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I Forge Iron

1ST attempt at a horsehead

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Not bad at all for a first attempt. I assume this is a one person operation. Brian's, I think is a two person when he uses the larger piece of steel. The one man operation he demonstrates uses a much thiner piece of steel for the one heat horse head. I've seen the horses ears started on the opposite side from yours which give a little different look. I'd be happy with that. I know lots of places I could use that horse head. Good job.

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Looks pretty good Mike. One of the things I find hard is remembering horses heads are flat from the ears to their noses, all the contour is in their chins and jaws. And NO I don't make on in a single heat!

How cool is that, we're both non-competitors. <grin>

Frosty The Lucky.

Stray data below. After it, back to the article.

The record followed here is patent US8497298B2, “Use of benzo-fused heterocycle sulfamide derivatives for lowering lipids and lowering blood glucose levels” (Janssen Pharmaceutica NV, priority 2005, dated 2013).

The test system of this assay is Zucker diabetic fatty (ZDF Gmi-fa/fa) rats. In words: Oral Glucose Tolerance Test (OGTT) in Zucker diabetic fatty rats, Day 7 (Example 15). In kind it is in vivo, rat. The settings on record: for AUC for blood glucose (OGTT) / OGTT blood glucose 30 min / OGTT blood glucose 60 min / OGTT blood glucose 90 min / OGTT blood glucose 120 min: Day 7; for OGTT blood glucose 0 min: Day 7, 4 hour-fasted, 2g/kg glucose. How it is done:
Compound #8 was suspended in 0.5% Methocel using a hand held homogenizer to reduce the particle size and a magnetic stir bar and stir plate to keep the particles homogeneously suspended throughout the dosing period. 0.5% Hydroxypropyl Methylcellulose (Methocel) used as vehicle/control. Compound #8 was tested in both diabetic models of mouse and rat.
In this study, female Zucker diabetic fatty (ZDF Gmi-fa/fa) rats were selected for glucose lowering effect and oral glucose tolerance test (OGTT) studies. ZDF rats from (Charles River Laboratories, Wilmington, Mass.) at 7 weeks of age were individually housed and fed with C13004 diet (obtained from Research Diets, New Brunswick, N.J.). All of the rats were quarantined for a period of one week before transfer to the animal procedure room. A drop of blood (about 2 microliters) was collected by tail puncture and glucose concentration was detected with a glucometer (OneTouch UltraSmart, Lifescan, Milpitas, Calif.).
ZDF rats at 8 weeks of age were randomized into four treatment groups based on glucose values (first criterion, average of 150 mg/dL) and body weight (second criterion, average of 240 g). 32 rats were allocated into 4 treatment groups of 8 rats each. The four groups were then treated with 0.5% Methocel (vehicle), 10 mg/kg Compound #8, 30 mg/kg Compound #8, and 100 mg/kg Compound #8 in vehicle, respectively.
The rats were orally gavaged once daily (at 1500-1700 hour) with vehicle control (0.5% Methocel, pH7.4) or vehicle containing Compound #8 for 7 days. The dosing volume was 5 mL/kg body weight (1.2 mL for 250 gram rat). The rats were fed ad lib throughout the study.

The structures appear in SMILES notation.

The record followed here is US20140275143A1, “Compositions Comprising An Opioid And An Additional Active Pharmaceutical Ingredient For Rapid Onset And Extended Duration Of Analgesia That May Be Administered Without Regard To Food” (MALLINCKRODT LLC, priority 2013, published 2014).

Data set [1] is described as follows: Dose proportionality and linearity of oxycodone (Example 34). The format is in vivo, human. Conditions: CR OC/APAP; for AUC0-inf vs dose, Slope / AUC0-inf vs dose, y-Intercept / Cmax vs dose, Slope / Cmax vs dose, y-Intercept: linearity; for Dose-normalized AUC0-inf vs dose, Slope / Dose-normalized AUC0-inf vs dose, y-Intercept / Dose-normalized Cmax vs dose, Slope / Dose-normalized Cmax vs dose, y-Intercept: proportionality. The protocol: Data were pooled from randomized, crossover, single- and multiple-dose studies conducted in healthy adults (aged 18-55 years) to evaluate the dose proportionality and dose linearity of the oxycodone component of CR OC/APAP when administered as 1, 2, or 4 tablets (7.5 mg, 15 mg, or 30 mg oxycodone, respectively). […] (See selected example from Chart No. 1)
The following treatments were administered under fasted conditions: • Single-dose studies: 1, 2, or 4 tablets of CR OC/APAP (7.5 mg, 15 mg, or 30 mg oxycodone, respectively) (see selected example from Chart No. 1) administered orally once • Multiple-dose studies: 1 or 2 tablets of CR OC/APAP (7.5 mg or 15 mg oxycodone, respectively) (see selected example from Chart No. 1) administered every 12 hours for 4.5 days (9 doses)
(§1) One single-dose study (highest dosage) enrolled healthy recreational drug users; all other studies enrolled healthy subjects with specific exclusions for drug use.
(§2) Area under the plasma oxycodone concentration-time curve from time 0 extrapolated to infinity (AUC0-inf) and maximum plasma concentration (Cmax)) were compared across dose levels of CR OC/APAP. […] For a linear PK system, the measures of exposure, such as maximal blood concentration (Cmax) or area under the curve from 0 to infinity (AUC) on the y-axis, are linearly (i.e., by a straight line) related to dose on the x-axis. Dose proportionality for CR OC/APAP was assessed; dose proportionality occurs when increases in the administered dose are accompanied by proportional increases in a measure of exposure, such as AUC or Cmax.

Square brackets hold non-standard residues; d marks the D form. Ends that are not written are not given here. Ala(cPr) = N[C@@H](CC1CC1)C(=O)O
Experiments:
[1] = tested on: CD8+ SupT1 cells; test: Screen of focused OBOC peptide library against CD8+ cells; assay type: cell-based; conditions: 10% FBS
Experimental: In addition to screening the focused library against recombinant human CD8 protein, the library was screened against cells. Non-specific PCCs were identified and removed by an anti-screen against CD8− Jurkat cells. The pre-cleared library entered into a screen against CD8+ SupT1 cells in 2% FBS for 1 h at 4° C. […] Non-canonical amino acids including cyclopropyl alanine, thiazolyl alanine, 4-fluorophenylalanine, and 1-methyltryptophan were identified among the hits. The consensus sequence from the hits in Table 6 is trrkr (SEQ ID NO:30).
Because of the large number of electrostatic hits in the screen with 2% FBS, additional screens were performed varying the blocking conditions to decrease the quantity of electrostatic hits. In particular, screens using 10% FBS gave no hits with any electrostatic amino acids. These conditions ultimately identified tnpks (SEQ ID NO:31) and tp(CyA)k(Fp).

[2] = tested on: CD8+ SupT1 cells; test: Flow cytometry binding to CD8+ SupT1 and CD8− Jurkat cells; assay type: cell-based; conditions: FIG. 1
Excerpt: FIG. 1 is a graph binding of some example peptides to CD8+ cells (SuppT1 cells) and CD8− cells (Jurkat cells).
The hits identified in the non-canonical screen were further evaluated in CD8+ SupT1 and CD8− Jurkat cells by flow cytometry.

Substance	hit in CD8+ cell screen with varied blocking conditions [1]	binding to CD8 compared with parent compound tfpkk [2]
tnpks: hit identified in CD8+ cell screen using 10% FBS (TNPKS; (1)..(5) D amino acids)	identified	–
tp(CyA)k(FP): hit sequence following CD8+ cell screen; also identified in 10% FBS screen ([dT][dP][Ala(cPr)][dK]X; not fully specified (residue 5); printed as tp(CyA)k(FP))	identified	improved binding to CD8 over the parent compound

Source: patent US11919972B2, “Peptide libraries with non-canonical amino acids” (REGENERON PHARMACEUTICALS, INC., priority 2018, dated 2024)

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divermike, The 3D horsehead that I make is done with exact techniques just like the other things I have posted. I employ half hammer faced blows with a rounding hammer or large fuller over the near and far side sharp 90 degree edges of an anvil held at three different exact angles, and it is evident by the dimential divisions in the material chosen. I also use bottom fuller on top fuller or rounding hammer on horn to check back the lateral side growth caused by the starting half hammer faced blows over then near and far side of the anvil. The horsehead that you made above is made with other techniches that I do not employ. Try the techniques that I have shown and you will see better results. If you start with flat stock it will enable you to understand the proportions better when you go to round or square stock. I check the lateral growth back on the flat dies or anvil face and flat face of my hammer when I use flat stock. I can forge the 3D horse with just my hand hammer from 1 inch and under stock. I use a striker with larger stock, and I have made them small enough to fit on rings and bracelets with my hand hammer. I am attaching a video of the flat horse, but there are drawings and pictures of the 3D horse in the thread I started back in 2009 titled "Animal Heads". I use the same techniques to do most of my forgings, and they are definately worth trying out.

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